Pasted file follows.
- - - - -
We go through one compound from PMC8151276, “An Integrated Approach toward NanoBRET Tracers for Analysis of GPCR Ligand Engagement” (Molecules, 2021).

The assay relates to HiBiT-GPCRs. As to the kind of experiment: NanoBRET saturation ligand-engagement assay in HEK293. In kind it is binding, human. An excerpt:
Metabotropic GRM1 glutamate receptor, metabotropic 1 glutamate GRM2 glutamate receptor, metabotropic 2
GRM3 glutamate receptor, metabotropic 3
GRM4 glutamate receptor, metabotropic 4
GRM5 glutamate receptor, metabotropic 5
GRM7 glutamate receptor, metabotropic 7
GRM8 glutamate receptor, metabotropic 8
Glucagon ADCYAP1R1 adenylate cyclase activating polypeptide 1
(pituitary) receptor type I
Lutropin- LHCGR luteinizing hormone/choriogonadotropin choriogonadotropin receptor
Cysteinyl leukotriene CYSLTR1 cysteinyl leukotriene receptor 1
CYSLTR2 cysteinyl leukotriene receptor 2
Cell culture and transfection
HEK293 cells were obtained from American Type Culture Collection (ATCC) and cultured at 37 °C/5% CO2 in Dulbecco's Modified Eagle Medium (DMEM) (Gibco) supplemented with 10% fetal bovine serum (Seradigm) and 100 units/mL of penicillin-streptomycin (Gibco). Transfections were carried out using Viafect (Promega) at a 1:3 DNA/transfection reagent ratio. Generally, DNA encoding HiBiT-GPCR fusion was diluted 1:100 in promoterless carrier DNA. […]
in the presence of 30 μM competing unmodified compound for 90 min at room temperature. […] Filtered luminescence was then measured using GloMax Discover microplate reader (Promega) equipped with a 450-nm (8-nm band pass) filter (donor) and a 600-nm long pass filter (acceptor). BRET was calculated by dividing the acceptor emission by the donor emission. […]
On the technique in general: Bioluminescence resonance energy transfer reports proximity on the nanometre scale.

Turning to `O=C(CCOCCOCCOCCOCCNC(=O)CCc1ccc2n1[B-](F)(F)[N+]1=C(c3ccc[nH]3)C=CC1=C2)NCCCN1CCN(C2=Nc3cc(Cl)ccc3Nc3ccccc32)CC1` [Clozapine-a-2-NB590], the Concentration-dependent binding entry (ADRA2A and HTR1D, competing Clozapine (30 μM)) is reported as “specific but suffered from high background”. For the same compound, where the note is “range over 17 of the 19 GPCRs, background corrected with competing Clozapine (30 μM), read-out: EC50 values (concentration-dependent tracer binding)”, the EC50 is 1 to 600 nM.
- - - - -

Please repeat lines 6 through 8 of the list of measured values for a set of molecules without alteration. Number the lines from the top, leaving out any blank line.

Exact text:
GRM5 glutamate receptor, metabotropic 5
GRM7 glutamate receptor, metabotropic 7
GRM8 glutamate receptor, metabotropic 8